Most often, voter information can be used for “non-commercial” purposes only—in other words, an entity or person can’t access the information to sell a product or a service, but can use it for anything else.
Several states are stricter, limiting the use to just political purposes or election purposes, which may or may not include voter registration drives, getting-out-the-vote and research. Further, the available uses may vary between the different users groups mentioned above. And it can be hard for states to control what happens to the data once it’s been turned over.
Accessing voter data comes with a price. “There is a wide variation in the costs that states charge for accessing this information,” says McDonald.
Washington, D.C. only charges $2 for the entire voter registration list; other bargain rates include Arkansas ($2.50) and New Jersey ($2.55).
In Massachusetts, New York , Ohio, Oklahoma, Vermont, Washington or Wyoming accessing the voter is free, provided you meet the criteria.
Accessing the date is much pricier in some states. Several states charge $5,000 and Wisconsin charges $12,500. Alabama and Arizona got creative with setting their fees by charging one cent per voter, resulting in a cost of upwards of $30,000.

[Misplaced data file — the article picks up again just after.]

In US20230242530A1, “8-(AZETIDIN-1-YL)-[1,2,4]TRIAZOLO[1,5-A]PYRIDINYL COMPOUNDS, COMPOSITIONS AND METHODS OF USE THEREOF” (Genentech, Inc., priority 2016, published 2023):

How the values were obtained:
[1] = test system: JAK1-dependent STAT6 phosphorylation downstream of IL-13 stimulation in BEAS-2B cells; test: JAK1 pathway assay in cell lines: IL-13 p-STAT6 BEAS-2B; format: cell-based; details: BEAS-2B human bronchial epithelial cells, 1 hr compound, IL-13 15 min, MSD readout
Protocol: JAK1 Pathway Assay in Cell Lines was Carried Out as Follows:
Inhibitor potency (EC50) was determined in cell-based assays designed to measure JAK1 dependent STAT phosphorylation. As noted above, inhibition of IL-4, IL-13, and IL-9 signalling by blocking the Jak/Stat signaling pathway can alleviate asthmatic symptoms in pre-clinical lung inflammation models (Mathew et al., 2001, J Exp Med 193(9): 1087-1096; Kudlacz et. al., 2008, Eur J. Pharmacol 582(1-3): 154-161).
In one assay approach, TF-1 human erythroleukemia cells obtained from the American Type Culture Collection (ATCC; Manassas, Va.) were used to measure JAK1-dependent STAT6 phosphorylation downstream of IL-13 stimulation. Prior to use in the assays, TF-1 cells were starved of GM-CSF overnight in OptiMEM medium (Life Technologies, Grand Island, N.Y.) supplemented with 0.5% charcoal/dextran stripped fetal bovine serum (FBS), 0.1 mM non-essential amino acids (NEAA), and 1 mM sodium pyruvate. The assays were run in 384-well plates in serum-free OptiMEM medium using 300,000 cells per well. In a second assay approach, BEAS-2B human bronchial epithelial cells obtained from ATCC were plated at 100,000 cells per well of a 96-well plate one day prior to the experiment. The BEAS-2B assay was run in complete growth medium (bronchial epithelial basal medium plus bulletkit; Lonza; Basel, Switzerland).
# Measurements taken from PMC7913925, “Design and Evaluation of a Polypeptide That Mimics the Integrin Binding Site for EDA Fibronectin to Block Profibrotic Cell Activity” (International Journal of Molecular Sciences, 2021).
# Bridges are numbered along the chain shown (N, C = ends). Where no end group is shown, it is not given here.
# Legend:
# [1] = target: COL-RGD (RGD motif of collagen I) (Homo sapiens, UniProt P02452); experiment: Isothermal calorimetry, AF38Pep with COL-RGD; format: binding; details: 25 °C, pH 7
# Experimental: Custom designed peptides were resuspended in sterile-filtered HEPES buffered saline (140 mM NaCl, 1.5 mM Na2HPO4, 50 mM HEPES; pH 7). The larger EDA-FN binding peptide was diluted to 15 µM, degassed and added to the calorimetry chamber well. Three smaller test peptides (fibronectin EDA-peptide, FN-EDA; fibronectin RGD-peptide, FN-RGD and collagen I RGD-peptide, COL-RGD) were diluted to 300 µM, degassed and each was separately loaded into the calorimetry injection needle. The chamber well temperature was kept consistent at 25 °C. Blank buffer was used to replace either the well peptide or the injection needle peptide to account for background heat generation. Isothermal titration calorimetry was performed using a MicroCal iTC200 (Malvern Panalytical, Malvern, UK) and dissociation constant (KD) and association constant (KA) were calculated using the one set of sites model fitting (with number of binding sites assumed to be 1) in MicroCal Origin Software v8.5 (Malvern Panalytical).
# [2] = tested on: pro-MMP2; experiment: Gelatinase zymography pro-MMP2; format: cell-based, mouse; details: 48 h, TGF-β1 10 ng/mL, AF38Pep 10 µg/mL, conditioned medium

Ultimately, the average cost for a voter list is approximately $1,825—which isn’t prohibitively expensive.
As mentioned above, states can restrict certain information from being released in the voter file. But states can also withhold information if a voter’s information is marked as confidential. Thirty-nine states maintain address confidentiality programs designed to keep the addresses of victims of domestic violence or abuse, sexual assault or stalking out of public records for their protection. The programs allow victims to use an alternate address, usually a government post office box, in place of their actual home address. Of those 39 states, at least 29 of them have specific references to voter registration and voter records. That means those voter records won’t be included in the comprehensive list purchased from the state.
In 2015, Iowa established an address confidentiality program that includes voter records and Florida updated its address confidentiality law to include victims of stalking. This year Kentucky and New York have legislation to connect address confidentiality to voter records.
Another sensitive demographic is 16- and 17 year-olds that may be able to preregister under state law. How do you protect the information of minors? Of course the answer is complicated. Utah considers the records of preregistered voters private under state law and Minnesota designates preregistered voters as “pending” until they become eligible in which case they are changed to “active.” Only active voters are included on the public voter list. The same is true in Louisiana, Missouri, New Jersey and Rhode Island.